As I sat and watched the 91st PGA Championship Sunday afternoon, I started wondering something. Why? Why am I sitting here watching this?
I love basically every sport (except that one where guys drive cars around in a circle) and enjoy the heck out of wasting a Sunday afternoon on the sofa watching grown men hit a ball around in a park. But why? In every other major sport, we watch because we care. We care about our team and our players. We care about our city or our school. If you’re an SEC team, you care about your conference. We feel like we’re as much a part of the team as the players and coaching staff. We buy the jerseys, buy the hats, put decals on our cars and fly flags in our yards. We watch because we have invested in the team and they’re our guys. When they win, we win. When they lose, we lose. But nobody’s putting on a Tiger Woods jersey or a crying for hours because Phil couldn’t finish at Winged Foot. Well, besides maybe Phil of course.
But in golf, there’s no such bond. Sure, people can have their favorites. We all root for Tiger on Sunday. When a great story gets rolling like Tom Watson at Turnberry, he’s our favorite person ever for five hours. But for the most part, there’s no link between us and the golfer. We’re not pumping our fists at great shots, high-fiving strangers after an eagle or arguing with friends about next year’s PGA Tour. We basically forget about the sport until Saturday and Sunday roll around and sometimes, we don’t even notice unless Eldrick is involved. But alas, a lot of us deeply care about what happens with the sport. And so I ask: Why?
My best guess is because instead of active fan involvement as in football, basketball or baseball, it’s appreciation and admiration of the game and those involved. Appreciation of what those guys can do, but we can’t. Admiration for their incredible skill and focus. Most everybody has tried to pick up a golf club and swing it around. Some swing it just 75 or 80 times an afternoon. Others take 100 and sometimes more hacks at that little white ball. We can’t do what those guys can. And so we watch and think, What a shot! Why can’t I do that?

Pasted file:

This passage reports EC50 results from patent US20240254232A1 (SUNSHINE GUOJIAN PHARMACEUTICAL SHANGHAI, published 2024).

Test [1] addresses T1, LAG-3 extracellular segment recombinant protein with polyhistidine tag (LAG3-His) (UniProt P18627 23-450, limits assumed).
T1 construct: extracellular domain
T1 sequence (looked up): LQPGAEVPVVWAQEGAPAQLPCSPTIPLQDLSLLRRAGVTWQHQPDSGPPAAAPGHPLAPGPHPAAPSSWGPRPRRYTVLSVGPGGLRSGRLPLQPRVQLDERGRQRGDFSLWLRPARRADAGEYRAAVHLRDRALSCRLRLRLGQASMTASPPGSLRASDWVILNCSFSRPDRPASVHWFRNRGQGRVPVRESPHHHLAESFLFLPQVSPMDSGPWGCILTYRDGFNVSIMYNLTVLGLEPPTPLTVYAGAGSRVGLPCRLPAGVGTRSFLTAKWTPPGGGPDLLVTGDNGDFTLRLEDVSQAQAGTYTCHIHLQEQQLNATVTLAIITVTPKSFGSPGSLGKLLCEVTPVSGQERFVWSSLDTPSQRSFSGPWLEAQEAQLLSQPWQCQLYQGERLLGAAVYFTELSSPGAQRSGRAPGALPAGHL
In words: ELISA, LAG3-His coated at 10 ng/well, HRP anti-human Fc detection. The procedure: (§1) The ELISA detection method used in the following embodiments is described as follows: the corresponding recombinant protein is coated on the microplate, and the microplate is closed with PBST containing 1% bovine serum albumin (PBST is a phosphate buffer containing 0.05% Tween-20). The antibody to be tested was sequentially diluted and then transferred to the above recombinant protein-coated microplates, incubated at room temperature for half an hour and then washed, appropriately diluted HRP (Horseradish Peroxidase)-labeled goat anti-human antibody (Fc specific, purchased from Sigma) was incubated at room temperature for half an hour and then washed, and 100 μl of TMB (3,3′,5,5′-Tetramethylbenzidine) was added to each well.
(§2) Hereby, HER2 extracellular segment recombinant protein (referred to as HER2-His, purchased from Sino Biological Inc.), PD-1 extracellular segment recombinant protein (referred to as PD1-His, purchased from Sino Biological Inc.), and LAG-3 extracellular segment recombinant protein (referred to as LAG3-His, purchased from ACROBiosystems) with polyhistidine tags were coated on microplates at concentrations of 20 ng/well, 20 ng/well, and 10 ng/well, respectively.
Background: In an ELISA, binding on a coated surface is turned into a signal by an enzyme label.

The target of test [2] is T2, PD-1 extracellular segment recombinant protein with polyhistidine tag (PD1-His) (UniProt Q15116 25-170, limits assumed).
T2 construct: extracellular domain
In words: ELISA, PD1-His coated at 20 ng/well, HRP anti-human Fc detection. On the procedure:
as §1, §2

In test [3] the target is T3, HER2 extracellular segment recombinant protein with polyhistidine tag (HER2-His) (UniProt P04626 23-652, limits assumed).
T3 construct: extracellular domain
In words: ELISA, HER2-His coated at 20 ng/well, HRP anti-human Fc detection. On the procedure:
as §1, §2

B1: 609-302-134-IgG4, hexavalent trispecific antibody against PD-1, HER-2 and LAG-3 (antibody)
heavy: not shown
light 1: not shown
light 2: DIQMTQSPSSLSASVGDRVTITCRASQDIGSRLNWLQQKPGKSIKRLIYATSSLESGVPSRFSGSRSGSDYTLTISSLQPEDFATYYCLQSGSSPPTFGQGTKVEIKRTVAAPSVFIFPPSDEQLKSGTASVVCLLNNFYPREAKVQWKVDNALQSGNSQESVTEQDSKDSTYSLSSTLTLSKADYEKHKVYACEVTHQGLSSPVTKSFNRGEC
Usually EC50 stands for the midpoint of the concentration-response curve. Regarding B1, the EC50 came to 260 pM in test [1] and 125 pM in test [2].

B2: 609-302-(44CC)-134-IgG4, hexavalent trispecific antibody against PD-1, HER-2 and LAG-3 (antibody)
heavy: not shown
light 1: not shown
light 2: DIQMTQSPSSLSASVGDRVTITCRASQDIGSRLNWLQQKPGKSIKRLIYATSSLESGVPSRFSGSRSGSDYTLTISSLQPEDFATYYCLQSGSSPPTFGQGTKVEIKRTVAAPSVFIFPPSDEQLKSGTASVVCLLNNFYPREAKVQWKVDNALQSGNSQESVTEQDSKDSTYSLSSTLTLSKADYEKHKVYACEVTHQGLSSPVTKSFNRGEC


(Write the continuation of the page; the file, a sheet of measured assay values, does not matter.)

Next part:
And on top of appreciating the skill, golf is really great theater. No sport can be so boring, yet so intense at the same time. We’re enthralled while we watch Lucas Glover squat over a putt, look at it, step back, talk to his caddy, squat over it again, line up, take a practice swing, back off and then do it all again. We can’t pull away from it. Over 18 holes there’s so many ups and downs and even when someone has a three shot lead with two to play, we still think: Is there a chance? That ball could go skip off into the water, he could skull it for a bad drive or he could get stuck in a bunker. Maybe it’s not over. But 99 times out of 100 the player pars one and bogeys the other for the win. They can handle it. We can’t. We’d skull, slice and push our way to an eight and a six.
And maybe that’s why we appreciate it so darn much. It’s all about the competition and in golf, it’s as intense as ever. Like we saw Sunday, two guys can captivate us for five hours just because they’re competing. When the stakes are high and the competition is good, sports fans will watch just about anything. It’s just in our DNA. Doesn’t matter if it’s competitive eating, a baseball game between teams we don’t care about or lingerie football, we’ll watch. If you’re playing, we’re watching.
One of my favorite days of the year is Father’s Day and no, I’m not a father… yet. So it’s not about presents or nice cards. It’s because I go to church, go out to eat with my family and then settle into the cushions for an afternoon at the U.S. Open while dad sits in the chair next to me. It’s just… great. It’s not like when we sit and watch an OU football game together and scream at the TV and complain about that missed holding call. It’s not like when the family gathers around to watch the Sooners play in the NCAA tournament. We’re not rooting for anybody out there. We’re just watching.
So while I watched some guy named Y.E. Yang snatch No. 15 from Tiger and was glued to the TV for hours of pure drama and intensity, I wondered why I was doing it. Sure I wanted Tiger to take home the Wanamaker Trophy, but it wasn’t because I felt the connection of being a fan of his. It was just for the story and the ongoing saga of his greatness. Or if the unthinkable happened and he lost, well, then that’s quite a tall tale as well.
So what is it? Is it the appreciation of what one can do, but we cannot? Is it because we’re hooked in to the high drama of one shot to the next? Is is because of a connection to a player and a desire to constantly see history? Is it the great competition during a high stakes event?
Or maybe sometimes it’s just that there wasn’t really anything else on. Football starts soon, right?